Movement ecology is a young sub-discipline in ecology in which researchers apply high resolution location and activity data to analyze animal behavior across multiple scales: from individual foraging decisions to population-level space-use patterns. These analyses con-tribute to various other subfields within ecology—inter alia behavioral, disease, landscape, resource, and wildlife—and may also facilitate novel exploration in fields ranging from conservation planning to public health.
Using a decade of GPS relocation data from zebra (Equus quagga), black rhino (Diceros bicornis), and African elephant (Loxodonta africana) captured and collared in Etosha National Park from 2008–2018, this dissertation reviews developing methods within movement ecology, extends and applies these methods to a threatened and understudied species, and presents a new software package distilling a growing movement ecology tool set for researchers and managers unfamiliar with the domain specific analyses and/or the command line interface of modern statistical analysis (e.g. R).
Despite the growing availability of animal movement data and the potential for broad application in geographic analysis beyond animal ecology, the analytical methods of movement ecology have yet to be fully incorporated in a broader understanding of geographic analysis. Chapter 2, a review written for the Geographical Information Sciences (GIS) community, provides an overview of the most common movement metrics and methods of analysis em-ployed by animal ecologists and emphasizes the potential for movement analyses to promote transdisciplinary research: comparing advances in the young field of movement ecology to parallel developments within the broader field of geographic information sciences.
Two limitations remain common within the growing field of movement analysis. First, within movement ecology, many, even most, analyses require clean, complete, and regular time series of relocations, limiting the available research on species that are hard to track and/or often return gappy, irregular data; including some of the world’s most endangered animals, e.g. black rhinos. In chapter 3, extending and applying recursion analyses to irregular spatio-temporal data from this understudied and critically endangered species, I investigated daily, biweekly and annual recursion behaviors of rhinos, to aid conservation applications and increase our fundamental knowledge about these important ecosystem engineers. Results indicate that rhinos may frequently stay within the same area of their home ranges for days at a time, and possibly return to the same general area days in a row especially during morning foraging bouts. Initial results indicate that recursion at the daily and biweekly scales maybe driven by hydration and productivity cycles respectively. Recursion across larger timescales is also evident and likely a contributing mechanism for maintaining open landscapes and browsing lawns of the savanna.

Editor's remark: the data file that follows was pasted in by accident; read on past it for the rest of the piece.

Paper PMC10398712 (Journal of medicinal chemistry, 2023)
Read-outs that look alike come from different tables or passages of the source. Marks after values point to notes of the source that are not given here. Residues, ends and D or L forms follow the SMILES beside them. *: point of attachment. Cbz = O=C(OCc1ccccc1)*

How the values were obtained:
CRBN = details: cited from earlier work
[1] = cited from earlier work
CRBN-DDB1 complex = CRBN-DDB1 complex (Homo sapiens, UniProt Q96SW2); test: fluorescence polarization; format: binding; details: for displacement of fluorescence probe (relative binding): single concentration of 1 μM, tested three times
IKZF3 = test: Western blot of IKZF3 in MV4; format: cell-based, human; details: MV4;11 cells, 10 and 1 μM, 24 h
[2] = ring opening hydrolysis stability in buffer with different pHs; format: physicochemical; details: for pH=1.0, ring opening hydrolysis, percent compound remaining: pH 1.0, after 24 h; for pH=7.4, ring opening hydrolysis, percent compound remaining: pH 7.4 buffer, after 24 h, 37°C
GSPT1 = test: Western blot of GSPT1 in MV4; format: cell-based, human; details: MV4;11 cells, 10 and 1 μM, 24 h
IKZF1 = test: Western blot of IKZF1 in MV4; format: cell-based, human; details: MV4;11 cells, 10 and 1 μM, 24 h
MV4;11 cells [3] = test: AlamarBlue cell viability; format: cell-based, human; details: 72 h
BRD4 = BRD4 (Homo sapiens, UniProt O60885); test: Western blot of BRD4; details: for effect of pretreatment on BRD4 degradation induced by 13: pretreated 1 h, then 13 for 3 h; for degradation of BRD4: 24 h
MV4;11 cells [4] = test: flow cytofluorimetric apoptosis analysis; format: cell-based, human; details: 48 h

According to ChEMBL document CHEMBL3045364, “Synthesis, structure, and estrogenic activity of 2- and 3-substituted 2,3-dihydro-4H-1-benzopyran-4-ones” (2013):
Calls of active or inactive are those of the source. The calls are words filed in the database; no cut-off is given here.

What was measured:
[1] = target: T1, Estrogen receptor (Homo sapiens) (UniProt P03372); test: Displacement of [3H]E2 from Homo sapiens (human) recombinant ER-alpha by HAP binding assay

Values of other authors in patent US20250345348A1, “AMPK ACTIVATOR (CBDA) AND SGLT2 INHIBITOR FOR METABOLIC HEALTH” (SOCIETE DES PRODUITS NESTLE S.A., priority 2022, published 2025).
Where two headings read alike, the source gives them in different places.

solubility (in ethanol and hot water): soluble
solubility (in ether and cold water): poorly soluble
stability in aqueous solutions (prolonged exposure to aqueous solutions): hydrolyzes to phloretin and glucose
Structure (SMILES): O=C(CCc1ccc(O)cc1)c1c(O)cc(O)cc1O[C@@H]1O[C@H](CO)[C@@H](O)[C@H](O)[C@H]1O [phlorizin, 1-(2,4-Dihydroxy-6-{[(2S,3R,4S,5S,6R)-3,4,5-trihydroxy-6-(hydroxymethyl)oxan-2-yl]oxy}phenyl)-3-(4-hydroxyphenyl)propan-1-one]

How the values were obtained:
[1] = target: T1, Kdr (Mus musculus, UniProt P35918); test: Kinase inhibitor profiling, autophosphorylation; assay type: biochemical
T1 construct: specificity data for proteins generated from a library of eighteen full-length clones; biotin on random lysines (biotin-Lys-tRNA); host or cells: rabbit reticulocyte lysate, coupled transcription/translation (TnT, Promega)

A second, and equally challenging, limitation to the growing movement ecology tool kit is accessibility. The growth in analysis techniques, and the concomitant growth of open-source software for analysis, pose a stumbling block to general acceptance in interdisciplinary and management settings, where researchers may be unfamiliar with the expansive set of tools or the command line interface of modern analysis packages. In chapter 4, to reduce this friction and enhance the accessibility of exploratory data analysis tools for animal movement data, I built stmove, an R package designed to make report building and exploratory data analysis simple for users who may not be familiar with the extent of available analytical tools. Furthermore, stmove sets forth a framework of best practice analyses, which offers a common starting point for the interpretation of terrestrial movement data, promoting comparability of results across movement ecology studies.
The datasets, analyses, and tools presented in this dissertation seek to enhance communication, application, and accessibility of a growing movement ecology toolkit while providing a special glimpse into a diverse ecological community and the individual and population movement behavior through within Etosha National Park over the last decade. We demonstrate new tools built for exploratory data analysis in movement ecology using this data and explore how insights from movement ecology can help inform successful conservation efforts in the region and beyond.
|Commitee:||Boots, Michael, Brashares, Justin|
|School:||University of California, Berkeley|
|Department:||Environmental Science, Policy, & Management|
|School Location:||United States -- California|
|Source:||DAI-A 81/5(E), Dissertation Abstracts International|
|Subjects:||Ecology, African Studies, Conservation biology|
|Keywords:||Animal movement, Etosha National Park, GPS tracking, Movement ecology|
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